JANUARY 26, 1943
WASHINGTON, Monday—The news reached me yesterday of the death of Mr. Alexander Woollcott. He has known, and all of his friends have for many months, that this threat hung over him; but he wanted to work and he did. These last few months, I think, he did as good work as at any time in his life, and was happy doing it.
I spent an hour with him not long ago in his Gotham Hotel workroom. He sat and talked over the last war and this one, our mistakes in between, what we must do to obviate their repetition and what he, himself, was trying to do. He talked of his friends, of the "Anthology of American Literature," which he had done with an eye to providing the boys in the service with something they would like to have with them wherever they were. This book will be out, I believe, in February, and I know the choices will be such that they will meet a variety of literary tastes. It will be a book one can live with for many days.
Life with Alexander Woollcott gone will lose some of its flavor. He had agreed to come back and spend a little time with us within the next few weeks. In spite of his foibles and eccentricities, or perhaps because of them, he was an enchanting guest. He told stories so well, he had known so many people and had an unending fund of material for conversation.
He loved to be the center of the group, and yet many of his younger friends, of whom he had a host, will attest to the fact that on occasion he could listen. He gave their problems real thought and, when asked, gave advice to the best of his ability. If they failed to take it, he never held it against them. I am glad to have the memory of his friendship, though I only came to know him well a few years ago. I shall miss him. His own country has lost a patriot and the world a good citizen.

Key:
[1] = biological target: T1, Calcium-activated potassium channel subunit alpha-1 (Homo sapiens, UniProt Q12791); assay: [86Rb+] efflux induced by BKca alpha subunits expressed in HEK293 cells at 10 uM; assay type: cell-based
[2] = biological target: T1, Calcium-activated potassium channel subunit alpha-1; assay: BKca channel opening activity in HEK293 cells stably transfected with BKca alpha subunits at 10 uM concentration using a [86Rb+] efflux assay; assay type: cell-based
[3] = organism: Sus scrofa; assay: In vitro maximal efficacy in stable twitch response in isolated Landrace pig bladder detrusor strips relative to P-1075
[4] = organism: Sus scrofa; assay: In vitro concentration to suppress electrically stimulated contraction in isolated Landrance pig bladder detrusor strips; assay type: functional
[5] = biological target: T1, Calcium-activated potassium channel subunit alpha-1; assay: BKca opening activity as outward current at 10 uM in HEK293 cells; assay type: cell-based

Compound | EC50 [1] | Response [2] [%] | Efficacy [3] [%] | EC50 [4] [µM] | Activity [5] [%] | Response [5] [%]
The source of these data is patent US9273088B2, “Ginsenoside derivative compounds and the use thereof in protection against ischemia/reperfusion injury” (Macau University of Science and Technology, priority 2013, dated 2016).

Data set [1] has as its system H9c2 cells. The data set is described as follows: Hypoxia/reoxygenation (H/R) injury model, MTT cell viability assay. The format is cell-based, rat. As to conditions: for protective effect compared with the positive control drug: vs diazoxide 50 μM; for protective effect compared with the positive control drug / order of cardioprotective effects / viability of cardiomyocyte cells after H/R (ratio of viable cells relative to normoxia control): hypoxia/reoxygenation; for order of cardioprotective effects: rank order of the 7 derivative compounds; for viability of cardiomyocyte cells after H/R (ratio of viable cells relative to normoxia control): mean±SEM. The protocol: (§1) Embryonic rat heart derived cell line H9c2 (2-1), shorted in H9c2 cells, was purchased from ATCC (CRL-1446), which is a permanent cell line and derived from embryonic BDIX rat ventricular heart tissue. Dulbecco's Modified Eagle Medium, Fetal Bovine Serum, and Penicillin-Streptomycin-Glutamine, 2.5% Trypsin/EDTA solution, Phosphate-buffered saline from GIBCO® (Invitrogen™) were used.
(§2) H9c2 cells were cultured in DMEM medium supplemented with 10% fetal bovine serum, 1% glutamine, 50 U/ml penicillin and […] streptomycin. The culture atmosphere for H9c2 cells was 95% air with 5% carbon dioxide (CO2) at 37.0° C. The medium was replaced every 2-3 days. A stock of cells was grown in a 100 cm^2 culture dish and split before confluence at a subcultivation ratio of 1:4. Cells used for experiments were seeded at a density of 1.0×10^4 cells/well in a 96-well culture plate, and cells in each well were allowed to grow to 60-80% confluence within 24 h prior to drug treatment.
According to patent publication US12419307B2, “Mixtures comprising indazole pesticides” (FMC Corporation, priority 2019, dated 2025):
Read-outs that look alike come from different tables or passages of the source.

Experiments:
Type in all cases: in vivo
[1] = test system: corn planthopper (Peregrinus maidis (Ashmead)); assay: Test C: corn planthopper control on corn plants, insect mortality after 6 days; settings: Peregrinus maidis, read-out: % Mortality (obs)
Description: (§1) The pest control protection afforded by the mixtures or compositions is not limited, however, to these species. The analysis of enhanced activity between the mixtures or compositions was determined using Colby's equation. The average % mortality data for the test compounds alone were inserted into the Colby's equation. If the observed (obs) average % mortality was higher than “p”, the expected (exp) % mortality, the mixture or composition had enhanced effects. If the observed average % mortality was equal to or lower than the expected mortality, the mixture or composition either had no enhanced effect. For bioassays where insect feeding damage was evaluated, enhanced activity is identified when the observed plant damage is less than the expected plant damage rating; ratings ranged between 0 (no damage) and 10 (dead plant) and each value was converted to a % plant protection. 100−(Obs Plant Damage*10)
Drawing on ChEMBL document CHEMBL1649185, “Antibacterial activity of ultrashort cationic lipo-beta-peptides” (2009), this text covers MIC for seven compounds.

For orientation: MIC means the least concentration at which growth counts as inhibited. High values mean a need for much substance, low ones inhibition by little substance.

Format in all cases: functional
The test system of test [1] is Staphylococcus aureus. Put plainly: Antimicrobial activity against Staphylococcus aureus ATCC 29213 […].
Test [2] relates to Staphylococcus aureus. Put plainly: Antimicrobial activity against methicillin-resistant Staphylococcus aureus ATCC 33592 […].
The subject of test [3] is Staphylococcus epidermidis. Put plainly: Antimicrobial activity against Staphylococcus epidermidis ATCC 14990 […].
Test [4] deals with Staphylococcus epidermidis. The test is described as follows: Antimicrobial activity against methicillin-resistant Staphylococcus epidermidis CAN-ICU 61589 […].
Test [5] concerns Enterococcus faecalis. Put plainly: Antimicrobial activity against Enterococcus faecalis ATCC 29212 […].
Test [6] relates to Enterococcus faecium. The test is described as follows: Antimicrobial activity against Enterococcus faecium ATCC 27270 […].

Yesterday we enjoyed having the whole cast of Maxwell Anderson's "Eve of St. Mark " give the play here at tea. Mr. and Mrs. Anderson, and Mr. and Mrs. Elmer Rice were with them. We had them come in the afternoon instead of the evening, as we usually do, because we felt that having to walk here after the play would make it very difficult for them.
I had seen the play in New York City, so only attended last night for a short time. Quite frankly, they act too well. The whole play is still too real to me. It wrongs the heart and makes one suffer, and I only hope it makes us also firmer in our determination that the things which we see on that stage will never again be realities.
(COPYRIGHT, 1943, BY UNITED FEATURE SYNDICATE, INC.)
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About this document
My Day by Eleanor Roosevelt, January 26, 1943
Digital edition created by The Eleanor Roosevelt Papers Project The George Washington University 312 Academic Building 2100 Foxhall Road, NW Washington, DC 20007
- Brick, Christopher (Editor)
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